143. Hemmings, Matt and Krahn, Robert and Lary, David and McGeer, Rick and Ricart, Glenn and Röder, Marko, "The Ignite Distributed Collaborative Scientific Visualization System." The GENI Book, Springer International Publishing, 2016. doi:10.1007/978-3-319-33769-2_19. http://dx.doi.org/10.1007/978-3-319-33769-2_19

    Abstract: We describe the Ignite Distributed Collaborative Visualization System (IDCVS), a system which permits real-time interaction and visual collaboration around large data sets on thin devices for users distributed about the wide area. The IDCVS provides seamless interaction and immediate updates even under heavy load and when users are widely separated: the design goal was to fetch a 1 MB data set from a server and render it within 150 ms, for a user anywhere in the world, and reflect changes made by a user in one location to all other users within the bound given by inter-user network latency. Scientific collaboration and interaction is the initial use case for the IDCVS, since eScience is characterized by large data sets. The visualizer can be used for any application where the data can be visualized on a web page. The visualizer consists of many replicated components, distributed across the wide area, so that an instance of the visualizer is close to any user: the design goal is to place an instance of the visualizer with an 20-ms latency of any user. It is the first exemplar of a new class of application enabled by the Distributed Cloud: real-time interaction with large data sets on arbitrarily thin devices, anywhere. The IDCVS features modular design, so it functions as a specialized Platform-as-a-Service: writing a new collaborative visualization application is as simple as designing a web page and distributing a data server. The system was demonstrated successfully on a significant worldwide air pollution data set, with values on 10, 25, 50, and 100 km worldwide grids, monthly over an 18-year period. It was demonstrated on a wide variety of clients, including laptop, tablet, and smartphone. The system itself has been deployed at over 20 sites worldwide. Distribution and deployment across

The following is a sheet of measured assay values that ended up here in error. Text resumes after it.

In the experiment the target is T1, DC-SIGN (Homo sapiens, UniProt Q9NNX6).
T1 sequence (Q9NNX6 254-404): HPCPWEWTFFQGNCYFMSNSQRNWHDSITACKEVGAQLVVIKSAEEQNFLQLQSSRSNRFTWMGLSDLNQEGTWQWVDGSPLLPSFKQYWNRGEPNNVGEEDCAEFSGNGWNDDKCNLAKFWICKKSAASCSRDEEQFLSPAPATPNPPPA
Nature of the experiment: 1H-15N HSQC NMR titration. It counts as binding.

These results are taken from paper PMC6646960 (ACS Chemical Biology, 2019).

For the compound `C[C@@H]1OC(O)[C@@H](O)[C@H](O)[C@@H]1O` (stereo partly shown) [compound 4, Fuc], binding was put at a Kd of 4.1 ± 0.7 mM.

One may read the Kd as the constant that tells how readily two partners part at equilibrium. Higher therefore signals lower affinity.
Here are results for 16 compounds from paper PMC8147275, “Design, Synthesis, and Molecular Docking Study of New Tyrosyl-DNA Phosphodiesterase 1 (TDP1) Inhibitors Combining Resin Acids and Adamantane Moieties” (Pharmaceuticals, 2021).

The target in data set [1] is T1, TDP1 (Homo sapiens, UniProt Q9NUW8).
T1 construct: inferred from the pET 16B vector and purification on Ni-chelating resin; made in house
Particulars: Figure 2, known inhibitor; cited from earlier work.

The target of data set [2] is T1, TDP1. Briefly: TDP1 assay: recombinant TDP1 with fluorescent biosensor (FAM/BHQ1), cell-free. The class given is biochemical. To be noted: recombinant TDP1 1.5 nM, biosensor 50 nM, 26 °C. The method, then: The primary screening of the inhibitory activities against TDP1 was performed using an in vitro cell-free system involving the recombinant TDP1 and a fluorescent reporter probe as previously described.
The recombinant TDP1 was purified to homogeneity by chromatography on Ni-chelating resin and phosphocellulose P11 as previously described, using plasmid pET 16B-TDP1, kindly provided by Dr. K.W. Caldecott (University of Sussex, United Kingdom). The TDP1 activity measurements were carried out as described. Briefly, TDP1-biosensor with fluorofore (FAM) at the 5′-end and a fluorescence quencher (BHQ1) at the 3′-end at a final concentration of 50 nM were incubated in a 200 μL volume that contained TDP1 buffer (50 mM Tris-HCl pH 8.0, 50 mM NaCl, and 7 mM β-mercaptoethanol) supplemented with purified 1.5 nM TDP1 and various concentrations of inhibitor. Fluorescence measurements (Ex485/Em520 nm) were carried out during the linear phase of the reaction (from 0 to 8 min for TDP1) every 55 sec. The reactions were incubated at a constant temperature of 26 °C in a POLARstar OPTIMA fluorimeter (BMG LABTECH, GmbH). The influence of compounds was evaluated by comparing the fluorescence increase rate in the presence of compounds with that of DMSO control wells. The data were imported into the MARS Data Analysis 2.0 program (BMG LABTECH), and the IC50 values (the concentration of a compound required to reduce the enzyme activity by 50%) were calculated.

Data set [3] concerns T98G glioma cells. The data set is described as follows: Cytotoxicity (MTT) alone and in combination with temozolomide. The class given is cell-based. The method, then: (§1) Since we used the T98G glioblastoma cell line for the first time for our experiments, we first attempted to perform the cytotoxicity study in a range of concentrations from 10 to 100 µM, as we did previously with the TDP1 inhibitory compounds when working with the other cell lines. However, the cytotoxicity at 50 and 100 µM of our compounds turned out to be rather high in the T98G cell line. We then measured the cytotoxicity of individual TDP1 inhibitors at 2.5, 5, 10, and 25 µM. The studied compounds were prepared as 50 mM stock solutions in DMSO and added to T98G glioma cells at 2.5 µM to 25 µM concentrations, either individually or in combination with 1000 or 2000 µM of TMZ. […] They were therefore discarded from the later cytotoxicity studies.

144. Hemmings, Matthew and Ingalls, Daniel and Krahn, Robert and McGeer, Rick and Ricart, Glenn and Roder, Marko and Stege, Ulrike, "LiveTalk: A Framework for Collaborative Browser-Based Replicated-Computation Applications." 2016 28th International Teletraffic Congress (ITC 28), Würzburg, Germany, IEEE, 2016. doi:10.1109/itc-28.2016.144. http://dx.doi.org/10.1109/itc-28.2016.144

    Abstract: In this paper we describe LiveTalk, a framework for Collaborative Browser-based Replicated-Computation applications. LiveTalk permits multiple users separated across the wide area to interact with separate copies of a single application, sharing a single virtual workspace, using very little network bandwidth. LiveTalk features an integrated, browser-based programming environment with native graphics and live evaluation, an integrated, pluggable web server, and a simple messaging service that serves to coordinate activity on shared application sessions, and provides for multiple, mutually-isolated sessions. The first use case for LiveTalk are collaborative big-data visualizations running on thin-client devices such as cellular phones, tablets, and netbooks. These applications form part of a new class of application where the distributed Cloud is leveraged to provide low latency, and high-bandwidth access to geographically disparate users while maintaining the feel of immediacy associated with local computation. The primary motivation of this work is to permit low latency, collaborative applications to be built quickly and easily, while requiring no setup for use by the end-user.